Medicare's extension of coverage for colonoscopies led to a significant increase in the number of cancers caught early, a U.S. study finds.
Researchers at the Robert Wood Johnson Clinical Scholars Program and Yale Medical School report the decision to extend coverage beyond high-risk groups lead to an increase in the number of procedures performed annually per 100,000 population, from 285 in 1992 to 1,919 from 2001, onward.
In a study published in the Dec. 20 edition of the Journal of the American Medical Association, the researchers report the increased screenings led to a significant increase in the number of early-stage cancers found on the right side of the colon, but no comparable increase in the number of cancers found on the left side or in more distal parts, the St. Petersburg (Fla.) Times reported.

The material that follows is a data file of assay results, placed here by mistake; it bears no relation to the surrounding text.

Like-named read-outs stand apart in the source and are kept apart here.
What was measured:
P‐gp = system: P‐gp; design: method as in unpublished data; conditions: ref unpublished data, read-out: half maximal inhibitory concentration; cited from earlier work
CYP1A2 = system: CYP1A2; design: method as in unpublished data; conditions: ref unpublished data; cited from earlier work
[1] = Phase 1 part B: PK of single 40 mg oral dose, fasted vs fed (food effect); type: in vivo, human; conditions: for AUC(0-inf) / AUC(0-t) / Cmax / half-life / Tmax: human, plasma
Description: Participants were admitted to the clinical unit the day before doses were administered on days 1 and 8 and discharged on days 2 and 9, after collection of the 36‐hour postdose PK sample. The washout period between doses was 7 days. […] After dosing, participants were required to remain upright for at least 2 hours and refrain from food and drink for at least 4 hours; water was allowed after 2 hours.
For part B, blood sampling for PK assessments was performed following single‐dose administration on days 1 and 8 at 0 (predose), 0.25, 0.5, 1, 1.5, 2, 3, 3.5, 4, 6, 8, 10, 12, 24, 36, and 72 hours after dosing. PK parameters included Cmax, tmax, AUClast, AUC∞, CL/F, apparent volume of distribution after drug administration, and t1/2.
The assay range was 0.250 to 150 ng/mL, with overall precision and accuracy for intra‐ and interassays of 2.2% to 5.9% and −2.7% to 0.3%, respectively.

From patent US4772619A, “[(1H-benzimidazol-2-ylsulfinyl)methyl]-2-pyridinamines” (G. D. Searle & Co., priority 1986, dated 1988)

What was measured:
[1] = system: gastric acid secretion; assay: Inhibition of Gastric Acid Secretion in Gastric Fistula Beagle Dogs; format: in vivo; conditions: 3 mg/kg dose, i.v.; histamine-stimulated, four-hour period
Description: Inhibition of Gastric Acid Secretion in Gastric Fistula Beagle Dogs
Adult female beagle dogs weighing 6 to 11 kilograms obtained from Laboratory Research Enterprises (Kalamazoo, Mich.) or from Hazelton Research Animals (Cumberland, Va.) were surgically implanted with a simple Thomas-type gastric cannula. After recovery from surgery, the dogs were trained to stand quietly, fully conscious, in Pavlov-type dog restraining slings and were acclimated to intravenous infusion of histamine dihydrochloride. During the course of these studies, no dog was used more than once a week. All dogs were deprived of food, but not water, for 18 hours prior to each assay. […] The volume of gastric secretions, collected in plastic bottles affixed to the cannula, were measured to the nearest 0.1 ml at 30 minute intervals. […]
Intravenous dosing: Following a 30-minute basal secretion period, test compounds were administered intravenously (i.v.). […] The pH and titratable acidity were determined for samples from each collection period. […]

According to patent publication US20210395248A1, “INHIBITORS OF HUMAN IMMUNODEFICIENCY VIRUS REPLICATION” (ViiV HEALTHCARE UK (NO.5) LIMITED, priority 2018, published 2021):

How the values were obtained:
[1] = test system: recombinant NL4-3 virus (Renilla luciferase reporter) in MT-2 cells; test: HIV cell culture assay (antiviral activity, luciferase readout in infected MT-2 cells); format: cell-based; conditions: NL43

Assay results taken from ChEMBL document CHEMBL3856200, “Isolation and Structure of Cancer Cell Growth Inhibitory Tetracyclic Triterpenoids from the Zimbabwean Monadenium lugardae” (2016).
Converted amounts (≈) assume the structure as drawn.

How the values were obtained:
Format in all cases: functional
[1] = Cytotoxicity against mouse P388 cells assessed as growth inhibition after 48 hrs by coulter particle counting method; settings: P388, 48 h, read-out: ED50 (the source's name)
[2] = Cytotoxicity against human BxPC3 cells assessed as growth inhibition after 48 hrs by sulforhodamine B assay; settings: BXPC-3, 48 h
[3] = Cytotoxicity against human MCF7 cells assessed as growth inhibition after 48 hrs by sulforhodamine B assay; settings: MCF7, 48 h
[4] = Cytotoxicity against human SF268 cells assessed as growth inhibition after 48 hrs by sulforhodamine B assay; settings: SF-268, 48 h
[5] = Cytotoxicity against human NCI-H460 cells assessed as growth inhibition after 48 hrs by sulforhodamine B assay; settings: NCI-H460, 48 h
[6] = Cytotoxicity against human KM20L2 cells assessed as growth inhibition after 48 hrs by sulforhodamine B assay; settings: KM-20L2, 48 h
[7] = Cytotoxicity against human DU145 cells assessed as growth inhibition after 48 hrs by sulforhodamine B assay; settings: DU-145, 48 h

The study compared patients in HMOs to those with Medicare fee-for-service coverage. Similar results did not materialize in the HMO population, leading researchers to believe the difference was Medicare's decision to cover the procedure.
Copyright 2006 by United Press International
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